Art training has carried over into the legal world with creative thinking, practice presenting my art or case, hard work and confidence.
And this one:
I’m a lawyer. Arts is creative. Law is thinking.
Working in an “uncreative” gig does not suddenly make one an uncreative person. The problem, the authors write, is that “many creative people limit themselves because their self-concepts as creative people are too narrow; they believe their creativity is only relevant in some settings but not in others.”
This view stems from a romanticized ideal of what a “creative” life looks like, one perpetuated in popular culture (and, the authors caution, in many art school programs). It’s a myopic view that overlooks the opportunities for inventive thinking in some fields and underemphasizes the dull, rote aspects of others.
“We typically treat playing an instrument in a symphony orchestra as an extremely original and creative way of making a living, although many, if not most, symphony players testify that it is, in fact, extremely repetitive and boring work,” the sociologist Howard Becker wrote in a recent essay. “How many times can you play the nine Beethoven symphonies ‘creatively’?”
Such limited thinking tells us more about who is judging what’s creative and what isn’t. When a job is done by someone whom those judges don’t value very highly, Becker writes, its creative value gets diminished. This is particularly true for people who belong to groups devalued on account of gender, race, or class. Becker cites the work of home cooks (typically women) and factory workers (typically working-class) as occupations that demand frequent but rarely appreciated ingenuity.
“What is scarce is not the fact of creativity—of some kind of activity unlike what others have done before—but rather the activity of labeling something ‘creative,’” Becker writes. Looked at that way, he points out, the whole concept of “creative jobs” is little more than a trick of labeling, in which the mere act of calling something by a particular name imbues it with qualities it otherwise wouldn’t have.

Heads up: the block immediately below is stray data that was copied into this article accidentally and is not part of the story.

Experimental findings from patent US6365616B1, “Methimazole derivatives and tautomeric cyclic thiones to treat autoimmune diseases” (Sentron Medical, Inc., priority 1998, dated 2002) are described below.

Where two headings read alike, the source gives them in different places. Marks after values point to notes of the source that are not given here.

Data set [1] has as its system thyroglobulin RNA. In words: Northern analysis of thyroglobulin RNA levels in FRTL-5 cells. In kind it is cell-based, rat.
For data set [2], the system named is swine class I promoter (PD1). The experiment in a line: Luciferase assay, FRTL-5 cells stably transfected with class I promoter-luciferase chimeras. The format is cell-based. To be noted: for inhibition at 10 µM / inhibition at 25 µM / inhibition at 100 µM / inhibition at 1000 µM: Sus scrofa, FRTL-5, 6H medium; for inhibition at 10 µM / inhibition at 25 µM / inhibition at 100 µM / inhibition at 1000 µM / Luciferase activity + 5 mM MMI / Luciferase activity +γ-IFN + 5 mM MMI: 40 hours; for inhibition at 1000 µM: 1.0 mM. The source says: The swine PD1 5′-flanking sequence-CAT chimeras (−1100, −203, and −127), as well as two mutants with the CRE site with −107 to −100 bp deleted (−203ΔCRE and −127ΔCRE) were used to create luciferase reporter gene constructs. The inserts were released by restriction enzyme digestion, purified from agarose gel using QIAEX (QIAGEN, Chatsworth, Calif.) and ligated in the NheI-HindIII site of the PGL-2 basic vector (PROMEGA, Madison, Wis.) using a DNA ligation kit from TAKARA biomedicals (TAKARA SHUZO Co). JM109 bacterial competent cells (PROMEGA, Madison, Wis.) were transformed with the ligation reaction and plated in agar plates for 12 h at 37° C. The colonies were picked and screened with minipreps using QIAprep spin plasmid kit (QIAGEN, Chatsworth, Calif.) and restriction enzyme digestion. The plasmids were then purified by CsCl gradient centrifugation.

We apply those labels to ourselves as well. Previous research on self-perception and college majors found that art students, unsurprisingly, self-identified as creative more often than people in other majors. Yet students in what researchers term “investigative” majors (“thinkers” like doctors, lawyers, etc.) and enterprising ones (business and entrepreneurial types) scored higher on actual creativity, as measured by the researchers’ tests.
Expressing creativity in a job that doesn’t necessarily demand it doesn’t mean sacrificing artistic or creative goals. Had Saunders decided to set his love of fiction aside and pour all of his considerable talents into technical reports, the world would be much poorer for it. But even if a job doesn’t satisfy the full depth of your creative urges, it doesn’t mean you have to leave them at the door.
As the survey respondents featured in Lindemann and her team’s work made clear, a job’s creative potential was less about the job than the attitude of the person doing it. Some arts graduates saw their creativity as an indivisible part of their identity that traveled with them everywhere. Others saw creativity as circumstantial, a trait that could only thrive in particular settings. It’s impossible to say who is right. But the people who saw their creativity as an inseparable part of themselves sure sound a lot happier in their responses.